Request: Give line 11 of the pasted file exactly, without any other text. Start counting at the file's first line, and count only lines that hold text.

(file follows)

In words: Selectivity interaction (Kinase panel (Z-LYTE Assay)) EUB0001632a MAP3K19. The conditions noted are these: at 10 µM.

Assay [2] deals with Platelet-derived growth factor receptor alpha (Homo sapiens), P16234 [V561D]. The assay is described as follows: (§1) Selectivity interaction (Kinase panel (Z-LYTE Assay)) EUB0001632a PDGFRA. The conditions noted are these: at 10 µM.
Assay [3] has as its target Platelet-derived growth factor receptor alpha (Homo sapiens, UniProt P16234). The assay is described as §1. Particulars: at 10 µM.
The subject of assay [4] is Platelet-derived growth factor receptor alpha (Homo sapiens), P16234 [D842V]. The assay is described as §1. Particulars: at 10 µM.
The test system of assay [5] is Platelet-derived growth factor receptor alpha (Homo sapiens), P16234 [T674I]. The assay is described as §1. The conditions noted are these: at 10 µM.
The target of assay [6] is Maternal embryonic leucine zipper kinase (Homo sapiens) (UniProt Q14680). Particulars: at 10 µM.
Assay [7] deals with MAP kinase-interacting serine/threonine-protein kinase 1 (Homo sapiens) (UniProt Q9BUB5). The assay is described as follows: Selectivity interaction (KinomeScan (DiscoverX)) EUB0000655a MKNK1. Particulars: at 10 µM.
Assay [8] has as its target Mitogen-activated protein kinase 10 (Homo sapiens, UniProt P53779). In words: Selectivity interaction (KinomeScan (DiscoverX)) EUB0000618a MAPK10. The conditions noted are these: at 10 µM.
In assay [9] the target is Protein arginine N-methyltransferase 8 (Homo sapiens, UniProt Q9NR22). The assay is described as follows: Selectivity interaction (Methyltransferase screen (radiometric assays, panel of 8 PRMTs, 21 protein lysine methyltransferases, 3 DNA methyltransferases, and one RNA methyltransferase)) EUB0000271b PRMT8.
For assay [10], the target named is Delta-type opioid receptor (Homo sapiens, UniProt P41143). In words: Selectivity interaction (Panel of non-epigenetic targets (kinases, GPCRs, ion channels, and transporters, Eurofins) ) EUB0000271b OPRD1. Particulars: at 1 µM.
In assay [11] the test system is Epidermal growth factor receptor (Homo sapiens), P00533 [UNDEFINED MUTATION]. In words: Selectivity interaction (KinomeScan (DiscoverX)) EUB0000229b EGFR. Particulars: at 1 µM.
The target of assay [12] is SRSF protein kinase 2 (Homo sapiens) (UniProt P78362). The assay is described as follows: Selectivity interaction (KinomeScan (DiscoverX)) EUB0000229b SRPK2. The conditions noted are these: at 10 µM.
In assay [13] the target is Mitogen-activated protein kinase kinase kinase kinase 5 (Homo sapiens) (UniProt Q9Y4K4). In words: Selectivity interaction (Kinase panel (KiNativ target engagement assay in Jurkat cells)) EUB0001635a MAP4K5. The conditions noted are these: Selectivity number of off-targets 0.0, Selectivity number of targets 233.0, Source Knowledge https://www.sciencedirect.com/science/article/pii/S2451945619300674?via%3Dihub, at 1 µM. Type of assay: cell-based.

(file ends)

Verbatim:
In assay [11] the test system is Epidermal growth factor receptor (Homo sapiens), P00533 [UNDEFINED MUTATION]. In words: Selectivity interaction (KinomeScan (DiscoverX)) EUB0000229b EGFR. Particulars: at 1 µM.